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Absentee Mayor chairs council meeting

[The Luton News: Thursday, September 4th, 1919]

The Mayor of Luton (Councillor H. Impey), who has been absent from the town for the greater part of the time since the night of the riots on July 19th, was present at Tuesday's meeting of the Town Council. In explaining his absence from the meetings held in the intervening time, he also stated that he proposed to continue to hold the office of Mayor till his successor is appointed in the normal course in November, and then for health reasons to vacate all his public appointments.

Ratepayers want council to resign en bloc

Ratepayers headline TT 2-9-1919

[Beds & Herts Tuesday Telegraph: September 2nd, 1919]

Last night's meeting of ratepayers at the Plait Hall to discuss “the past policy of the Town Council” attracted a gathering which comfortably filled the hall and which in round figures was put at a thousand people. These included a fair number of ladies.

Plea on behalf of Luton malaria sufferers

[Beds & Herts Saturday Telegraph: August 30th, 1919]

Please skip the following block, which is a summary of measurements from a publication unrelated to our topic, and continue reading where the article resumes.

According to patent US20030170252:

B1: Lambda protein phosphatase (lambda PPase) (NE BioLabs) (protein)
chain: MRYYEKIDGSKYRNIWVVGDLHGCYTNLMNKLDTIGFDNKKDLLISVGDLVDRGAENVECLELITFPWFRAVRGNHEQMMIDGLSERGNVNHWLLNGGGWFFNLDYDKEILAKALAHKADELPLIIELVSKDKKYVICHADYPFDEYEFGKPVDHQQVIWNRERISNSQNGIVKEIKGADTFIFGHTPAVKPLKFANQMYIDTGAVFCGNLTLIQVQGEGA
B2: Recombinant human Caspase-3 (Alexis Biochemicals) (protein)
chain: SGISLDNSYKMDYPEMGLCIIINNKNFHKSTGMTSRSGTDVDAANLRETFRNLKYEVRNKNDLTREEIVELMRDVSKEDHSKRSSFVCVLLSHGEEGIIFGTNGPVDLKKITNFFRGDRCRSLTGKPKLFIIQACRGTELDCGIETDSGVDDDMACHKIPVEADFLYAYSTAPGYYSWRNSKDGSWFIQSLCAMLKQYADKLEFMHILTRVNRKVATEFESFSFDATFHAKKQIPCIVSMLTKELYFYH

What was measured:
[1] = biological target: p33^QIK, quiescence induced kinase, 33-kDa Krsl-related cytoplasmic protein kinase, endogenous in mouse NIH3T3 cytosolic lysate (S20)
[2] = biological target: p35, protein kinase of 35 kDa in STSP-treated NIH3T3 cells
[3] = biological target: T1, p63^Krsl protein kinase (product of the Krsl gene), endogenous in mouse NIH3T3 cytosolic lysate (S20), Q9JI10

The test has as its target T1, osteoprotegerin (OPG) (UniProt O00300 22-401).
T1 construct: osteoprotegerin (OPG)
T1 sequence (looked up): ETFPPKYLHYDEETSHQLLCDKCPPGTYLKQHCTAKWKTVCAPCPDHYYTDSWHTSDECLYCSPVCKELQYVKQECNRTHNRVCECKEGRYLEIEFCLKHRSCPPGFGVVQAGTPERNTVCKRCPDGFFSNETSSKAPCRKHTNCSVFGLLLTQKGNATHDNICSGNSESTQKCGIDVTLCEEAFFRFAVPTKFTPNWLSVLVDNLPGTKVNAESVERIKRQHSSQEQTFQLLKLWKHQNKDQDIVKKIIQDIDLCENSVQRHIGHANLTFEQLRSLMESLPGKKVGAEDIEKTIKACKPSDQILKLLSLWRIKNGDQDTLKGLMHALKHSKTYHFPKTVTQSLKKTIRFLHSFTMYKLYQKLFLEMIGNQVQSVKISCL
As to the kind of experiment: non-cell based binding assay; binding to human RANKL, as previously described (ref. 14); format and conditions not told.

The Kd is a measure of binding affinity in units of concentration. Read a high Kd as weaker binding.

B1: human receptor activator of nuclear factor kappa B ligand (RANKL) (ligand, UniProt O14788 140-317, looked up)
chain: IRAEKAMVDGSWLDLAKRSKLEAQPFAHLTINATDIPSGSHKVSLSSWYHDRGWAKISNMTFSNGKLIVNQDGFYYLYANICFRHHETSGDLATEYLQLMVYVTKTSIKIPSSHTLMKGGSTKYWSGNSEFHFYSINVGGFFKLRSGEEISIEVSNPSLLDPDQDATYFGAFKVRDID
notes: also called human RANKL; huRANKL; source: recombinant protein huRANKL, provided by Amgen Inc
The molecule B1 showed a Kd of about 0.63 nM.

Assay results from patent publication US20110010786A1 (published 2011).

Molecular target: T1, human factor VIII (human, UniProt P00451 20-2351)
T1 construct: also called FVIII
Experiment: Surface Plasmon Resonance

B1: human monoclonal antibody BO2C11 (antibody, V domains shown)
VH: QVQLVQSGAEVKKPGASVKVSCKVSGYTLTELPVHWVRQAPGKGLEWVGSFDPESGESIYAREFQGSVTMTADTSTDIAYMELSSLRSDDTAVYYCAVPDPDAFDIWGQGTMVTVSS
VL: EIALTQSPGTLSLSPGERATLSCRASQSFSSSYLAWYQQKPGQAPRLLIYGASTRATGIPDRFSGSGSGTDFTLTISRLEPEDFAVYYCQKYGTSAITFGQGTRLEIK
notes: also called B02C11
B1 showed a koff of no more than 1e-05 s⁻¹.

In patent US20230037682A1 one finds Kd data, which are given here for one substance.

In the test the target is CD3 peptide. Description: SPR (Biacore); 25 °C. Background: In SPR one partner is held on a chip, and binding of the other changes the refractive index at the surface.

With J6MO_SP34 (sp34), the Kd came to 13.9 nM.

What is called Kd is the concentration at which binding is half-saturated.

One of the legacies of the war so far as Luton is concerned will be a very large number of people who are victims of malaria, according to Alderman J. H. Staddon at last night's meeting of the War Pensions Committee, of which he is Chairman. In this connection he made a special appeal to employers of men who suffer from malaria.

Differing views on Peace Day riots

Two shades of opinion resulting from the Peace Day riots were published in The Luton News on August 28th, 1919. The newspaper said it had received many letters but the strong terms and language used by most of the writers had resulted in them being held over.

From Mr F. C. W. Janes, a letter asking if the Corporation were to blame for the troubles. He wrote:

Magnate who ended up in workhouse

Union House workhouse 1906

Walter William Butler was in 1919 a 73-year-old inmate of Union House, Luton's workhouse (pictured above in 1906). But, as the Luton News had discovered his story was stranger than fiction – he had once been a Liverpool city magnate who had dropped to the bottom of life's ladder through ill fortune. In its August 7th, 1919, edition the newspaper reported:

Call for new blood on town council

[The Luton Reporter: Tuesday, August 26th, 1919]

It was inevitably the case in pre-war times that interest in local municipal affairs centre upon the November elections immediately after the August holidays, but never before in Luton history probably has that interest been of such a pronounced and widespread character as this year.

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